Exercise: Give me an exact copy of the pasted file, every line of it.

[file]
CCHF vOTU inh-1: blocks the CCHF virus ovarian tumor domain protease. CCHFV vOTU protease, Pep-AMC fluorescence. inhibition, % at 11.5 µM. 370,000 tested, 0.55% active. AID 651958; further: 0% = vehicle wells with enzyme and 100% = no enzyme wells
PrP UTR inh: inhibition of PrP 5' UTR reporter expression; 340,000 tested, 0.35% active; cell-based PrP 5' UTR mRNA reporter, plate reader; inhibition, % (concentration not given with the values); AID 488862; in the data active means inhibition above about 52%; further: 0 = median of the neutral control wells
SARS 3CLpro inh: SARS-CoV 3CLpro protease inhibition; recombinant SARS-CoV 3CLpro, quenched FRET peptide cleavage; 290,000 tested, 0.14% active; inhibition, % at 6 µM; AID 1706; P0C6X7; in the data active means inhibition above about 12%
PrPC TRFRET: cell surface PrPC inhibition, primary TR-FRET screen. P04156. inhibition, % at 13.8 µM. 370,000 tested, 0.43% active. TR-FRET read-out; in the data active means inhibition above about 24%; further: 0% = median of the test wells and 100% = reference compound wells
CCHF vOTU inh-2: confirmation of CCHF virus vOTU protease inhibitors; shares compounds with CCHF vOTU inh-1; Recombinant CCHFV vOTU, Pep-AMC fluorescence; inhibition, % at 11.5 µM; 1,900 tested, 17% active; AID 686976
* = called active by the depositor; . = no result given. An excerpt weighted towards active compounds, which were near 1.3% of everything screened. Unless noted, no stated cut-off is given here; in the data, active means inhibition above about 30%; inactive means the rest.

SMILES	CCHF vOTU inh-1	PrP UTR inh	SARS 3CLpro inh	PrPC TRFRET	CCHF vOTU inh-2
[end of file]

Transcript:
CCHF vOTU inh-1: blocks the CCHF virus ovarian tumor domain protease. CCHFV vOTU protease, Pep-AMC fluorescence. inhibition, % at 11.5 µM. 370,000 tested, 0.55% active. AID 651958; further: 0% = vehicle wells with enzyme and 100% = no enzyme wells
PrP UTR inh: inhibition of PrP 5' UTR reporter expression; 340,000 tested, 0.35% active; cell-based PrP 5' UTR mRNA reporter, plate reader; inhibition, % (concentration not given with the values); AID 488862; in the data active means inhibition above about 52%; further: 0 = median of the neutral control wells
SARS 3CLpro inh: SARS-CoV 3CLpro protease inhibition; recombinant SARS-CoV 3CLpro, quenched FRET peptide cleavage; 290,000 tested, 0.14% active; inhibition, % at 6 µM; AID 1706; P0C6X7; in the data active means inhibition above about 12%
PrPC TRFRET: cell surface PrPC inhibition, primary TR-FRET screen. P04156. inhibition, % at 13.8 µM. 370,000 tested, 0.43% active. TR-FRET read-out; in the data active means inhibition above about 24%; further: 0% = median of the test wells and 100% = reference compound wells
CCHF vOTU inh-2: confirmation of CCHF virus vOTU protease inhibitors; shares compounds with CCHF vOTU inh-1; Recombinant CCHFV vOTU, Pep-AMC fluorescence; inhibition, % at 11.5 µM; 1,900 tested, 17% active; AID 686976
* = called active by the depositor; . = no result given. An excerpt weighted towards active compounds, which were near 1.3% of everything screened. Unless noted, no stated cut-off is given here; in the data, active means inhibition above about 30%; inactive means the rest.

SMILES	CCHF vOTU inh-1	PrP UTR inh	SARS 3CLpro inh	PrPC TRFRET	CCHF vOTU inh-2